2 edition of The evolution of the European courts found in the catalog.
The evolution of the European courts
International Workshop of Young Scholars (6th 2007 Dublin, Ireland)
Includes bibliographical references.
|Other titles||Évolution des juridictions européennes :|
|Statement||Francis Snyder et Imelda Maher (dir.).|
|Series||Travaux du CERIC|
|Contributions||Snyder, Francis G., Maher, Imelda.|
|LC Classifications||KJE3655 .I58 2007|
|The Physical Object|
|Pagination||263 p. :|
|Number of Pages||263|
|LC Control Number||2010365123|
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This book studies the evolution of the Court itself, rather than that of the EU legal order in its judge-made dimension, and addresses several institutional aspects of its structure and organization, selected and constructed as a complete range of symptomatic figures of judicial : Palgrave Macmillan.
The European Court of Justice and the Evolution of EU Law The European Court of Justice and the Evolution of EU Law Chapter: (p) 3 The European Court of Justice and the Evolution of EU Law Source: The State of the European Union, 6 Author(s): Gráinne de. The Evolution of the European Convention on Human Rights.
From Its Inception to the Creation of a Permanent Court of Human Rights. Ed Bates. Thorough analysis of the history and development of the European Convention on Human Rights, starting from the preparatory works and the intentions of.
It has undergone a spectacular evolution since its creation in In recent times the European Court of Human Rights has been compared to a quasi-constitutional court for Europe.
Ed Bates, The Evolution of the European Convention on Human Rights From Its Inception to the Creation of a Permanent Court of Human Rights.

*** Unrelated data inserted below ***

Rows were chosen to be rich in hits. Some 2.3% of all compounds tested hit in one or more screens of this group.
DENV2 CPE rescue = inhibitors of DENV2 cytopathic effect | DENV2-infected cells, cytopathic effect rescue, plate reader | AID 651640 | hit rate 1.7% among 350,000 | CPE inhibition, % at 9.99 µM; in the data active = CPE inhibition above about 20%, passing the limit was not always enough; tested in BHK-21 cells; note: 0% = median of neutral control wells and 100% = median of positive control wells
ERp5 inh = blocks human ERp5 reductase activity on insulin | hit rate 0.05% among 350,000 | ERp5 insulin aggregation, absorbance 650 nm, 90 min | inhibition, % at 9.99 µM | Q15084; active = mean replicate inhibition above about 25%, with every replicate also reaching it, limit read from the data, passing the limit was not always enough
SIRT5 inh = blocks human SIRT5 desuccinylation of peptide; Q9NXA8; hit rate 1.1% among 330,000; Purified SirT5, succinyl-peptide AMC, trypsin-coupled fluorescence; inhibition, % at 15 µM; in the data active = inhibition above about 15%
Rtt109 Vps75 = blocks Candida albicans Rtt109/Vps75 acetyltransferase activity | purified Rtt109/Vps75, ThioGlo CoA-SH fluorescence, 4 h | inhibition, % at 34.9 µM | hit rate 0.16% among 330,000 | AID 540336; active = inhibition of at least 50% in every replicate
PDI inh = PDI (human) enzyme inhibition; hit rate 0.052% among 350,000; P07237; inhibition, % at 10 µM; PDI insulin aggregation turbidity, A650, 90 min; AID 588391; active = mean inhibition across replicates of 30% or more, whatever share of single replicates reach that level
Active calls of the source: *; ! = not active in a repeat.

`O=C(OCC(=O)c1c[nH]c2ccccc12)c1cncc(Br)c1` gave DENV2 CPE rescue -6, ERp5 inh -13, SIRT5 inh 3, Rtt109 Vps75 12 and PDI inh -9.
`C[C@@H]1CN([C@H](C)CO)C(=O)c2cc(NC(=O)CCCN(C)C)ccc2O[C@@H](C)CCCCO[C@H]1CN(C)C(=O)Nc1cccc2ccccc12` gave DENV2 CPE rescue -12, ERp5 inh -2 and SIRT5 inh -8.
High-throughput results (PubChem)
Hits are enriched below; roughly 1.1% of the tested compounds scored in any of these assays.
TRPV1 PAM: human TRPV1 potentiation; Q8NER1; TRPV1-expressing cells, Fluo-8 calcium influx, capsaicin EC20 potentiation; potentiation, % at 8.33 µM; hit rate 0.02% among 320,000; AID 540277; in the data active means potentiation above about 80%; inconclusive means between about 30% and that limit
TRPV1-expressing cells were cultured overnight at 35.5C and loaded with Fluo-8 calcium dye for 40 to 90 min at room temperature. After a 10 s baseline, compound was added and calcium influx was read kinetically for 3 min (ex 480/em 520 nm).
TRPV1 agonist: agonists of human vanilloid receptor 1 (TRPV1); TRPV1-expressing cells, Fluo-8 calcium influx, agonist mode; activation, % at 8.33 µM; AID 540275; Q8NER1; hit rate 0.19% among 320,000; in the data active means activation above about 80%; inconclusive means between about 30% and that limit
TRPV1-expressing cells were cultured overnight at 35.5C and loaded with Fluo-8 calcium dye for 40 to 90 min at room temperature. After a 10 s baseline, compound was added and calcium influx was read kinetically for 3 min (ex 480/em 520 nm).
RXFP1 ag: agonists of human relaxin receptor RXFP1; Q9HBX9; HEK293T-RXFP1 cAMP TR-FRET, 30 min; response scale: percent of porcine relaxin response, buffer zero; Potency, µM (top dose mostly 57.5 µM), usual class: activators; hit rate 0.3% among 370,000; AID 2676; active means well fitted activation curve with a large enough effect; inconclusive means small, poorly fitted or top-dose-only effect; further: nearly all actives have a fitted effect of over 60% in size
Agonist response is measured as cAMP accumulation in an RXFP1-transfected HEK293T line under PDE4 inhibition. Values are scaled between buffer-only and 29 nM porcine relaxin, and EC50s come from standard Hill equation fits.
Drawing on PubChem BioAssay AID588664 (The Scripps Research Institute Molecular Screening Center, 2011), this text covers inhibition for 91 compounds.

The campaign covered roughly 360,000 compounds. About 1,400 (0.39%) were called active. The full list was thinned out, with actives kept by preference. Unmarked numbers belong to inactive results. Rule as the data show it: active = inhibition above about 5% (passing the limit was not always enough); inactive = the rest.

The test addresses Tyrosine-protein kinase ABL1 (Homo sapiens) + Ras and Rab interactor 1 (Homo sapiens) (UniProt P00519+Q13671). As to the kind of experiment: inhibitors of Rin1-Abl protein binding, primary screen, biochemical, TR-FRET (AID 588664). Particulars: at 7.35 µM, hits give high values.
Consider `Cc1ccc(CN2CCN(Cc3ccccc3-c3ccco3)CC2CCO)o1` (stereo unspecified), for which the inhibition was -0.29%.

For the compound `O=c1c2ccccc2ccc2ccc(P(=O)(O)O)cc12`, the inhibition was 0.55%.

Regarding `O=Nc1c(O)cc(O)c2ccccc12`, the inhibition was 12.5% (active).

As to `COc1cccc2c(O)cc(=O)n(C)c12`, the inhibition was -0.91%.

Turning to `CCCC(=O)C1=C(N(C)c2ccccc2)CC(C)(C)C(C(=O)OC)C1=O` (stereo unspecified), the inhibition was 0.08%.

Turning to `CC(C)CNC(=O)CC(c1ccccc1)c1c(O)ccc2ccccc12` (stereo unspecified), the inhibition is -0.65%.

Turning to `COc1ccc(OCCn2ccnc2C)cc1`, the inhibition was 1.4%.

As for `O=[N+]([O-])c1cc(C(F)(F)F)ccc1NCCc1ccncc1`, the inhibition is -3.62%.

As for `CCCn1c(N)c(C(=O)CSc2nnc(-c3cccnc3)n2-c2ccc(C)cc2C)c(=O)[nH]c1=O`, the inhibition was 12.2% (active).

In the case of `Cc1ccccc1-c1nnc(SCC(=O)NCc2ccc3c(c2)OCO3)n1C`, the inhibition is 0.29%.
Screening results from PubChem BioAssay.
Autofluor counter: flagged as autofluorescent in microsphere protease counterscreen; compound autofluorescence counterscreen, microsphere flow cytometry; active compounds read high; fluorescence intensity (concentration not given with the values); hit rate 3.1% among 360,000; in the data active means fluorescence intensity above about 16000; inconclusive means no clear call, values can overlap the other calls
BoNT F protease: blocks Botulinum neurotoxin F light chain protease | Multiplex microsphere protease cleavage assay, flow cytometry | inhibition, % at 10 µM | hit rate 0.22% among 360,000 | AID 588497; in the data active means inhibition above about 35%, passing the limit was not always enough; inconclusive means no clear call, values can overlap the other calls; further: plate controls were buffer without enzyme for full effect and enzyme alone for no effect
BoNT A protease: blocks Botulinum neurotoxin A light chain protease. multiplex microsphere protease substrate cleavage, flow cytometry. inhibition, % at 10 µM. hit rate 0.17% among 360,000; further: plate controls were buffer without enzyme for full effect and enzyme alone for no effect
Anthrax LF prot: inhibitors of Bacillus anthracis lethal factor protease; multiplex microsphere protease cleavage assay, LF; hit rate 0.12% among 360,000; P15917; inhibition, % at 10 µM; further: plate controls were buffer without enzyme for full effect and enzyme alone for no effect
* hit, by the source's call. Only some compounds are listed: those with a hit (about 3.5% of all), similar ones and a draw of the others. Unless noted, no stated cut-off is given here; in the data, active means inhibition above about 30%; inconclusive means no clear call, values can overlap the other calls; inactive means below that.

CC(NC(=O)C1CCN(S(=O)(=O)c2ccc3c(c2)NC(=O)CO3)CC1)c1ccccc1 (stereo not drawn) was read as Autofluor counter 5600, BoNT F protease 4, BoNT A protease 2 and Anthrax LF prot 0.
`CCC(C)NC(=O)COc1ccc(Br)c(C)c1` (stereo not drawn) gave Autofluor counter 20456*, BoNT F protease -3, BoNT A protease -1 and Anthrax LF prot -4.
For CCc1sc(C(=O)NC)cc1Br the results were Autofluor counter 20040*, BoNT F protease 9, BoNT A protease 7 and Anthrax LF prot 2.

Oxford: Oxford University Press, pages. ISBN: GBP Author: Douglas-Scott. This book examines the story of the evolution of the Convention over its first fifty years (–98). It reflects on the Convention's origins and charts the slow progress that it made over the s and s, before, in the late s, the European Court of Human Rights delivered a series of landmark judgments which proved to be the foundation stones for the European Bill of Rights that we know Author: Ed Bates.
The European Community has been in existence for forty years. This period has seen considerable change and development in both the institutional and the substantive law of the EC -- and more recently the EU. Numerous works on EC law have been published over the years, ranging from textbooks, to specialist monographs, to collections of essays on particular aspects of Community jurisprudence.
This paper discusses the evolution of European Court of Human Rights case law relating to hate crime, providing an update on the most recent rulings. Approaching hate crime from a fundamental rights perspective, it shows how Member State authorities’ duty to effectively investigate the bias motivation of crimes flows from key human rights.